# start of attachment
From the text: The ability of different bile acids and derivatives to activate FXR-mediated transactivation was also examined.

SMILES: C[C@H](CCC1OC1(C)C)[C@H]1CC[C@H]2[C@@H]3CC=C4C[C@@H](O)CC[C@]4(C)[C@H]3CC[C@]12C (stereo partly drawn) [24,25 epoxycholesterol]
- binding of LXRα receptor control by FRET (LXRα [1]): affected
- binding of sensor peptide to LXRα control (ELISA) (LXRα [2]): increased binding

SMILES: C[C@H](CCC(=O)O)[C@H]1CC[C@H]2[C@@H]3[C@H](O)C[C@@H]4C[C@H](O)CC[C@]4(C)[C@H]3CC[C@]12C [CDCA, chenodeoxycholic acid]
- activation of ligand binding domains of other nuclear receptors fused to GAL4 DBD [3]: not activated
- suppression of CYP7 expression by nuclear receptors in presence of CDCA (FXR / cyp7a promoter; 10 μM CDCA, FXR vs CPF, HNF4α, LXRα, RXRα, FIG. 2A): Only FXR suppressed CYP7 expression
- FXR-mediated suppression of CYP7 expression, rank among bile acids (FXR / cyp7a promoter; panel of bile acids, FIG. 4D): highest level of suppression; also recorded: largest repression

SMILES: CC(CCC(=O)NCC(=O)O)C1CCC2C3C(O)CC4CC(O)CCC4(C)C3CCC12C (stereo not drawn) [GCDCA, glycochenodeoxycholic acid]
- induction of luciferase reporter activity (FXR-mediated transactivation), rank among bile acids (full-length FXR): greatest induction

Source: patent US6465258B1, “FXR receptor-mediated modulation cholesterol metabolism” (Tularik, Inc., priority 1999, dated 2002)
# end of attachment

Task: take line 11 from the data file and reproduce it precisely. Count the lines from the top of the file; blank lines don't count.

Source: patent US6465258B1, “FXR receptor-mediated modulation cholesterol metabolism” (Tularik, Inc., priority 1999, dated 2002)